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Blow for Genzyme as FDA finds fault with Allston facility

Published on 13/03/09 at 01:34pm

The chances of approval for Genzyme's new Pompe disease drug Lumizyme have diminished dramatically after the US Food and Drug Administration uncovered what it described as "significant objectionable conditions" at the firm's Allston manufacturing plant.

Worryingly for Genzyme, the problems laid out in an FDA warning letter were not confined to Lumizyme (alglucosidase alfa). They also threaten the continued supply of Genzyme's already-marketed products Fabrazyme (agalsidase beta) for Fabry disease and Cerezyme (imigucerase) for Gaucher disease.

The firm said, however, that it does not expect any disruptions to the availability of these products as a result of the February 27 letter. Fabrazyme added $494 million to Genzyme's coffers in 2008 - or 11% of its total revenue - while Cerezyme is Genzyme's top-selling product with 2008 sales of $1.2 billion (27% of total).

Just a few weeks back Pharmafocus that Genzyme was optimistic that approval to manufacture Lumizyme - sold as Myozyme outside the USA - would be forthcoming by the end of February.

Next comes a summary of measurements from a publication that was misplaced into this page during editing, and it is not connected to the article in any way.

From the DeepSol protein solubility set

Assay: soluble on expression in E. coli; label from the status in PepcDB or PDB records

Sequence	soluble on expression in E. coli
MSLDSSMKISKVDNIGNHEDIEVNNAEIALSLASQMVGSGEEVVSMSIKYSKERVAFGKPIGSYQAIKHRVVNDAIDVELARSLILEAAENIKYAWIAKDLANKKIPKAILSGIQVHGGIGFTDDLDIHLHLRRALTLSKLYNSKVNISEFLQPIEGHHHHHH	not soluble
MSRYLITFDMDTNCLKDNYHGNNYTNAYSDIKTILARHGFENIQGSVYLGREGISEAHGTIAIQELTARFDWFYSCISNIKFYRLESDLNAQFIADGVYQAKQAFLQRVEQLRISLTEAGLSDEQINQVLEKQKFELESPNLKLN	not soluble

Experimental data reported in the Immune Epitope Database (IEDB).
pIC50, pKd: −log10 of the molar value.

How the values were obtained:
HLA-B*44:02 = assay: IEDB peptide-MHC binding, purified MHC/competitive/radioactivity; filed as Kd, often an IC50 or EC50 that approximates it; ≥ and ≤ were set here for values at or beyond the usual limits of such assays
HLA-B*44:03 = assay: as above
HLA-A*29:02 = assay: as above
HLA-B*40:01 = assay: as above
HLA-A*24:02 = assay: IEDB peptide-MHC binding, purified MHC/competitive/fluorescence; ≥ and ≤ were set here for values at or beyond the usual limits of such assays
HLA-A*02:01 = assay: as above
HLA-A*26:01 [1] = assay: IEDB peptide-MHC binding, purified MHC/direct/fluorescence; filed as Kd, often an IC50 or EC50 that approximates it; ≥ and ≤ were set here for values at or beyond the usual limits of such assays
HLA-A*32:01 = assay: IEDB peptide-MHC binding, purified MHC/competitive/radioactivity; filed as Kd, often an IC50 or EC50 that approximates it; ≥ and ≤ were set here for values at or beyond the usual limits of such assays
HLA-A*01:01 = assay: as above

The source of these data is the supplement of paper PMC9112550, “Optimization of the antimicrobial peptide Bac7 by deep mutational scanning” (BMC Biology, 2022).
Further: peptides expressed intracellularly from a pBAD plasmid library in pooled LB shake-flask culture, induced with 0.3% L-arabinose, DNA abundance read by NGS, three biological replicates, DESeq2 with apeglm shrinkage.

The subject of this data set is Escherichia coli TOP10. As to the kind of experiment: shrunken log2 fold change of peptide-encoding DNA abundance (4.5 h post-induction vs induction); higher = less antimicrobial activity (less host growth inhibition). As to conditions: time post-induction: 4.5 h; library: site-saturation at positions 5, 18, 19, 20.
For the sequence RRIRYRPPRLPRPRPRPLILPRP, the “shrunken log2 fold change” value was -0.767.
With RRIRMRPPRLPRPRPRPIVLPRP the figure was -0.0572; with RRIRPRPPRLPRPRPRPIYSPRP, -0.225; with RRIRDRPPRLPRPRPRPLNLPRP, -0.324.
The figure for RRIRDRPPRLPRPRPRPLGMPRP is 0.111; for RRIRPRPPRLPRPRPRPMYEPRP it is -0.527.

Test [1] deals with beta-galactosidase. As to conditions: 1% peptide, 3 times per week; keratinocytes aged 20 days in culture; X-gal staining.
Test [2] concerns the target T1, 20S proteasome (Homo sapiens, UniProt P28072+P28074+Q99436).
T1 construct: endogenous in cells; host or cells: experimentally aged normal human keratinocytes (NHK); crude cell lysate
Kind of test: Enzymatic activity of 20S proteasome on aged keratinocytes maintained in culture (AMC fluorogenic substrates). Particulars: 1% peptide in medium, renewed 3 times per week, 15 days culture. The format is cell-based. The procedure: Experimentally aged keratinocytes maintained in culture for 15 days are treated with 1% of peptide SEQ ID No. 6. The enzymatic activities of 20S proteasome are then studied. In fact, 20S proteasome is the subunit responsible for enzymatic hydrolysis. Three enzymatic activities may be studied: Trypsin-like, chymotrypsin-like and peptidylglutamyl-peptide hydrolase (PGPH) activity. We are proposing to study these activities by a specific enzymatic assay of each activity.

Earlier, the agency ruled that production of the active ingredient at Allston was so different to production of Myozyme at Genzyme's other manufacturing plants that the company had to file separately for approval of the drug under a different brand name.

FDA investigators inspected the plant from in September and October last year and documented what the letter describes as "significant deviations from current good manufacturing practice".

These included problems with procedures designed to prevent microbial contamination, manufacturing of bulk drug substances, maintenance of production equipment and the maintenance of computer systems.

Genzyme filed written responses to these GMP violations in October 2008 and February 2009, but the FDA said it still has outstanding concerns that need to be addressed.

The letter makes no mention of another product - BioMarin Pharmaceuticals' Aldurazyme (laronidase) for mucopolysaccharidosis type I - that is also made by Genzyme at the Allston plant.

Myozyme had sales of $300 million last year, and in late February Genzyme won approval in Europe for a new production facility for the drug based in Geel, Belgium.

That clearance was essential to overcome supply shortages in Europe. The EU authorities recently recommended that children and adolescents be given priority access to Myozyme in order to make available stocks last longer.

Related stories:

Genzyme says new plant approval is imminent

Wednesday, February 18, 2009

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